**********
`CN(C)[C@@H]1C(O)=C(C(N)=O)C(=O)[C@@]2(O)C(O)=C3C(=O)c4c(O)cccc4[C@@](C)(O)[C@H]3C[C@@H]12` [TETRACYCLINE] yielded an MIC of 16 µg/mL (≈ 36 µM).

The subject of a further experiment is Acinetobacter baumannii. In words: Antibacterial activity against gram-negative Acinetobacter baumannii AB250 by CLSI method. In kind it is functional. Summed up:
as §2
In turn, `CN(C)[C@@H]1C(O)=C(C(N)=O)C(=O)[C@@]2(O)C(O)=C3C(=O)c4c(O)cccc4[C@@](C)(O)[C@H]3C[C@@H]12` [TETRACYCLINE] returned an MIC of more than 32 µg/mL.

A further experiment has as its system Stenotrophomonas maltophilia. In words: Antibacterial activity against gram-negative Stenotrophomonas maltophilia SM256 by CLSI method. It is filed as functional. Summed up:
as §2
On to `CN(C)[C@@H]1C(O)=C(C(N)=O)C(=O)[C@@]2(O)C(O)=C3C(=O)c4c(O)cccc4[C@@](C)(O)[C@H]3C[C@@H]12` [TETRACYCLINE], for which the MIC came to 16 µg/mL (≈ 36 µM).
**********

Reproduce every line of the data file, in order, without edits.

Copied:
`CN(C)[C@@H]1C(O)=C(C(N)=O)C(=O)[C@@]2(O)C(O)=C3C(=O)c4c(O)cccc4[C@@](C)(O)[C@H]3C[C@@H]12` [TETRACYCLINE] yielded an MIC of 16 µg/mL (≈ 36 µM).

The subject of a further experiment is Acinetobacter baumannii. In words: Antibacterial activity against gram-negative Acinetobacter baumannii AB250 by CLSI method. In kind it is functional. Summed up:
as §2
In turn, `CN(C)[C@@H]1C(O)=C(C(N)=O)C(=O)[C@@]2(O)C(O)=C3C(=O)c4c(O)cccc4[C@@](C)(O)[C@H]3C[C@@H]12` [TETRACYCLINE] returned an MIC of more than 32 µg/mL.

A further experiment has as its system Stenotrophomonas maltophilia. In words: Antibacterial activity against gram-negative Stenotrophomonas maltophilia SM256 by CLSI method. It is filed as functional. Summed up:
as §2
On to `CN(C)[C@@H]1C(O)=C(C(N)=O)C(=O)[C@@]2(O)C(O)=C3C(=O)c4c(O)cccc4[C@@](C)(O)[C@H]3C[C@@H]12` [TETRACYCLINE], for which the MIC came to 16 µg/mL (≈ 36 µM).